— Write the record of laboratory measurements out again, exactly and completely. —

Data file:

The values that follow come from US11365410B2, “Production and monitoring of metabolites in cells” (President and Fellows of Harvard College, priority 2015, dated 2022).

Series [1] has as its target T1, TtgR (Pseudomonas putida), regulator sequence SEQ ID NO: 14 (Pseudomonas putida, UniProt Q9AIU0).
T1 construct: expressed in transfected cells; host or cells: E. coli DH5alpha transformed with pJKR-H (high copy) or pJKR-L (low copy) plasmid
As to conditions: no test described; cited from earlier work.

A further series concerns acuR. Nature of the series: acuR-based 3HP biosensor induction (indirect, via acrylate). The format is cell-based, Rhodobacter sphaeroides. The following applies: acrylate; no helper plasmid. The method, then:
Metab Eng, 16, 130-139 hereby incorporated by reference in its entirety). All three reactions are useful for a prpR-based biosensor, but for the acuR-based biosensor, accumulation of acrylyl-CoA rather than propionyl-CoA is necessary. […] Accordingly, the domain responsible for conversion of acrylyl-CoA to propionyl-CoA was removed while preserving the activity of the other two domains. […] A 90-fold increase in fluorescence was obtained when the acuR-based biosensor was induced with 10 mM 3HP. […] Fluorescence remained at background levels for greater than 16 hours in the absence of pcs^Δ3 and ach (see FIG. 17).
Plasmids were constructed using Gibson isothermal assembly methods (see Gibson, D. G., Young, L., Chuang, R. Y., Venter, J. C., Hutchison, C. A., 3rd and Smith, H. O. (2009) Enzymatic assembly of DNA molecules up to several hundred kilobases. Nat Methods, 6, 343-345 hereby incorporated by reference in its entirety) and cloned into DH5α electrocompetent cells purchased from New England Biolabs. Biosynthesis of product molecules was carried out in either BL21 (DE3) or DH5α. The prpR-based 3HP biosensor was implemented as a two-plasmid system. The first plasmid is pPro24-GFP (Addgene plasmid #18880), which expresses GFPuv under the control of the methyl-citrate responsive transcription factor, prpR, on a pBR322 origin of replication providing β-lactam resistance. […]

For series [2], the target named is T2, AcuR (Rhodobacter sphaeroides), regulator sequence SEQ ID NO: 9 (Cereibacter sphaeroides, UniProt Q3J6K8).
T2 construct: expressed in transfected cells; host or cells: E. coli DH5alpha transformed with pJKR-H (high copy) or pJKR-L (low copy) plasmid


The values that follow come from US11365410B2, “Production and monitoring of metabolites in cells” (President and Fellows of Harvard College, priority 2015, dated 2022).

Series [1] has as its target T1, TtgR (Pseudomonas putida), regulator sequence SEQ ID NO: 14 (Pseudomonas putida, UniProt Q9AIU0).
T1 construct: expressed in transfected cells; host or cells: E. coli DH5alpha transformed with pJKR-H (high copy) or pJKR-L (low copy) plasmid
As to conditions: no test described; cited from earlier work.

A further series concerns acuR. Nature of the series: acuR-based 3HP biosensor induction (indirect, via acrylate). The format is cell-based, Rhodobacter sphaeroides. The following applies: acrylate; no helper plasmid. The method, then:
Metab Eng, 16, 130-139 hereby incorporated by reference in its entirety). All three reactions are useful for a prpR-based biosensor, but for the acuR-based biosensor, accumulation of acrylyl-CoA rather than propionyl-CoA is necessary. […] Accordingly, the domain responsible for conversion of acrylyl-CoA to propionyl-CoA was removed while preserving the activity of the other two domains. […] A 90-fold increase in fluorescence was obtained when the acuR-based biosensor was induced with 10 mM 3HP. […] Fluorescence remained at background levels for greater than 16 hours in the absence of pcs^Δ3 and ach (see FIG. 17).
Plasmids were constructed using Gibson isothermal assembly methods (see Gibson, D. G., Young, L., Chuang, R. Y., Venter, J. C., Hutchison, C. A., 3rd and Smith, H. O. (2009) Enzymatic assembly of DNA molecules up to several hundred kilobases. Nat Methods, 6, 343-345 hereby incorporated by reference in its entirety) and cloned into DH5α electrocompetent cells purchased from New England Biolabs. Biosynthesis of product molecules was carried out in either BL21 (DE3) or DH5α. The prpR-based 3HP biosensor was implemented as a two-plasmid system. The first plasmid is pPro24-GFP (Addgene plasmid #18880), which expresses GFPuv under the control of the methyl-citrate responsive transcription factor, prpR, on a pBR322 origin of replication providing β-lactam resistance. […]

For series [2], the target named is T2, AcuR (Rhodobacter sphaeroides), regulator sequence SEQ ID NO: 9 (Cereibacter sphaeroides, UniProt Q3J6K8).
T2 construct: expressed in transfected cells; host or cells: E. coli DH5alpha transformed with pJKR-H (high copy) or pJKR-L (low copy) plasmid